Woodward leads Wilkinson tributes
December 13, 2011
Sir Clive hugs Jonny Wilkinson following his World Cup-winning drop-goal © Getty Images
The legendary fly-half opted to call time on his England career on Monday following an incredible haul of 1246 points at the highest level. And Woodward, who guided England to World Cup glory back in 2003, will be forever indebted to the man who kicked the tournament winning drop-goal.
"It is one of those days you never thought would come," Woodward told The Times. "It is surreal, really. As far as I am concerned it is the end of an era and it draws a line under the 2003 team.
"I consider myself really lucky to have had him as a player. I first capped him as an 18-year-old. People talk about a model professional; well, he was the model model. He was just a great guy who worked so hard. Everybody in an England team, especially from 2003, would consider themselves fortunate to have played with him.
"He was immense in every way."
And Woodward's sentiments have been echoed by Damian Hopley, the chief executive of the Rugby Players' Assocation. "Jonny Wilkinson redefined the standards for rugby players in his extraordinary international playing career," Hopley said in a statement. "He has been one of the consistently outstanding world class athletes of his generation and you could not wish to meet a better role model.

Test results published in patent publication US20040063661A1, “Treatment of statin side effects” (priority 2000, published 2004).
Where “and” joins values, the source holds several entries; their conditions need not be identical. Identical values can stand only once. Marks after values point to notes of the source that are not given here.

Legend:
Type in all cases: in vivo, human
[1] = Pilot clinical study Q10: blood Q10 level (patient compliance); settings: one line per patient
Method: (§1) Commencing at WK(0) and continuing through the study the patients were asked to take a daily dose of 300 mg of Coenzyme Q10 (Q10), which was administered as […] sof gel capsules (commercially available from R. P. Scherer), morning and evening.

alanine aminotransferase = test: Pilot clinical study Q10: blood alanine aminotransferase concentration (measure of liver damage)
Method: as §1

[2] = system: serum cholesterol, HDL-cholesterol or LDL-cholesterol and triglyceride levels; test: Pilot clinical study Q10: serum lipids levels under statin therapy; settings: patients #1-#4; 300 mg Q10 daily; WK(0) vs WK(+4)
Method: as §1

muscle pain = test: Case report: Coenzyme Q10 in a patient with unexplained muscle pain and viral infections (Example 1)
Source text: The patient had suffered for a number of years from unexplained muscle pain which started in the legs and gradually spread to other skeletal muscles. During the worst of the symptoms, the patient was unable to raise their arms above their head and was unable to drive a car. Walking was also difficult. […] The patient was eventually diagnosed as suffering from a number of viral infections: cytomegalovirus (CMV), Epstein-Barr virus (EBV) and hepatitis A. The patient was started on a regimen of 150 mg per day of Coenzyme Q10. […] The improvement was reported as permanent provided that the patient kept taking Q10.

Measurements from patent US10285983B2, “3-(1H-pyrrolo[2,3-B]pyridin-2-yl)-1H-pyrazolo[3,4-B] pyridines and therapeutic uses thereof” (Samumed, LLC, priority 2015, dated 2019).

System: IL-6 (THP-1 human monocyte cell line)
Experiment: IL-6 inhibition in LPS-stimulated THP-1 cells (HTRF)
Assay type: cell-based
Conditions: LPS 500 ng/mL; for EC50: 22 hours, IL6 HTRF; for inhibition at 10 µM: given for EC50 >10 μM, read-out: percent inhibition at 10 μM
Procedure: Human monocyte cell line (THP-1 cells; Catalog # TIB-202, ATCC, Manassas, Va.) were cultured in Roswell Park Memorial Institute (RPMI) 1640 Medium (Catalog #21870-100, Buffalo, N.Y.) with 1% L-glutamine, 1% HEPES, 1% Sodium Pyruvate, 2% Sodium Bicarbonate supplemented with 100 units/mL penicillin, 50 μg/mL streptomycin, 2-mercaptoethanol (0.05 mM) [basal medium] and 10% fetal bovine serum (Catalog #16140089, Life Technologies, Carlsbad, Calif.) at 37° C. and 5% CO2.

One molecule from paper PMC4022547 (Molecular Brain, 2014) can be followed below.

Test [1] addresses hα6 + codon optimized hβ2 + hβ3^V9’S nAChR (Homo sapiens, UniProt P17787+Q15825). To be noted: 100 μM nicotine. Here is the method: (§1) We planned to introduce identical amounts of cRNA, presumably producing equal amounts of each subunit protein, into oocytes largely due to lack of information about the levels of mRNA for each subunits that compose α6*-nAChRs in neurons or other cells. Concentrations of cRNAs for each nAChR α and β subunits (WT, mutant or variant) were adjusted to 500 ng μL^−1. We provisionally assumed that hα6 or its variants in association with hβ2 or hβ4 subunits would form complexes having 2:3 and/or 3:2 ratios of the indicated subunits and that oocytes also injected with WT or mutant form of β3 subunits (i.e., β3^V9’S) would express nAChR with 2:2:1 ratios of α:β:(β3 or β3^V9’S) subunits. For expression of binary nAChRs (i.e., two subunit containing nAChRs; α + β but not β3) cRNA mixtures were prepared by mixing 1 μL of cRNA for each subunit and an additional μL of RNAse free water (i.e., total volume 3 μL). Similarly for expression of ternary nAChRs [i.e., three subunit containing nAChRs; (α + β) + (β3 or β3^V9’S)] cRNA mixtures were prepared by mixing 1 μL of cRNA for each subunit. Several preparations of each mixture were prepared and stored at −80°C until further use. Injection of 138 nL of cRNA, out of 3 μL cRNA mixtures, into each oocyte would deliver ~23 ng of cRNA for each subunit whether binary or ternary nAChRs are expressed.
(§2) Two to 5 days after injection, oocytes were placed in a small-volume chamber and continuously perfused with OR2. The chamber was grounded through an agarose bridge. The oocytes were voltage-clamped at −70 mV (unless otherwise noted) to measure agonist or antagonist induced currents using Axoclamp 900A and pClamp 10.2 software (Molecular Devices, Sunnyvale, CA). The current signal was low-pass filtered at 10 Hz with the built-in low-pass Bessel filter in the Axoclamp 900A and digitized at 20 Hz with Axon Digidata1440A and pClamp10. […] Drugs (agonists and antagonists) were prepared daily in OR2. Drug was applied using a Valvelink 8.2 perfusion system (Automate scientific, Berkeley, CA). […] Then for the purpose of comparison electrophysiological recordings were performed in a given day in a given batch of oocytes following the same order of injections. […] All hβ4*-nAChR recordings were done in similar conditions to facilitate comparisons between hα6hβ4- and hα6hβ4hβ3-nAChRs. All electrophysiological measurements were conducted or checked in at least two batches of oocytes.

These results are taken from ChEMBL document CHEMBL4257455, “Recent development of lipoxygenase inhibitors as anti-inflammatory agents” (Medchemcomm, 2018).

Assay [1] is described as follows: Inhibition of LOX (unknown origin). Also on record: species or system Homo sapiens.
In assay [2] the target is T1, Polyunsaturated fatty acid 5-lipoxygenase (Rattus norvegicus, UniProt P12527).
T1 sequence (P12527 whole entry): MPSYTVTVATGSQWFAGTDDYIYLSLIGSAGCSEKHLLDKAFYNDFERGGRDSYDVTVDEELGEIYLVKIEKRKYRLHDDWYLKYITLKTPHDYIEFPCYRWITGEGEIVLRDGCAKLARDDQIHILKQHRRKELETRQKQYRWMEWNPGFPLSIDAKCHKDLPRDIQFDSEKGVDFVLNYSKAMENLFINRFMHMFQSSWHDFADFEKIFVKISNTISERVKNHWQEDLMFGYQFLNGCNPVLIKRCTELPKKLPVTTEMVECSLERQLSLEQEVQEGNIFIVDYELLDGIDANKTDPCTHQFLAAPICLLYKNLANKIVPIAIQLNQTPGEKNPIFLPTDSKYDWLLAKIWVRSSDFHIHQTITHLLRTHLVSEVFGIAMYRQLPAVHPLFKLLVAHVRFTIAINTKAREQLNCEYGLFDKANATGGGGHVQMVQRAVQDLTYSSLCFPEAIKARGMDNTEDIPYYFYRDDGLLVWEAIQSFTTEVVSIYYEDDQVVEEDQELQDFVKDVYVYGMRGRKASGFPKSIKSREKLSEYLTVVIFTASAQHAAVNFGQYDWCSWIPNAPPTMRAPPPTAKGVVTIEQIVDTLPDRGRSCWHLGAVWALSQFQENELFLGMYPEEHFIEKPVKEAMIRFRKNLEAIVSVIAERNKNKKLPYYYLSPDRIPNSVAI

"His capacity for hard work, continual improvement and dedication has left a lasting legacy by which future players will be judged. On behalf of every RPA member, I would like to thank Jonny for everything he has done for rugby in England and we all wish him continued success for the remainder of his playing days in Toulon."
Former England skipper Will Carling continued the tributes. "As an English sporting icon, Jonny Wilkinson deserves to be ranked right up there with our other World Cup-winning hero Geoff Hurst," Carling wrote in his column for The Sun. "Hopefully, it will not be more than 40 years before England win the rugby World Cup again.
"But however many times we manage it, that first one will always be extra special. And the memory of Jonny landing that last-gasp winning drop goal in the 2003 final -- with his "wrong" right foot -- is one that will be savoured by Englishmen for as long as the game is played.
"And I honestly can't think of anyone who deserves to be remembered with such fondness more than Jonny. His retirement announcement refers to the way he has "breathed, loved and embraced the game" for as long as he can remember. And that sums the guy up perfectly.
"As well as being a World Cup winner, he has been a fantastic role model both on and off the pitch, a truly wonderful ambassador for English rugby. When people talk about sportsmen being squeaky clean these days, there usually seems to be a note of cynicism or sneering attached to it.
"But Jonny's attitude, his commitment, his professionalism and his dedication deserve the highest praise."
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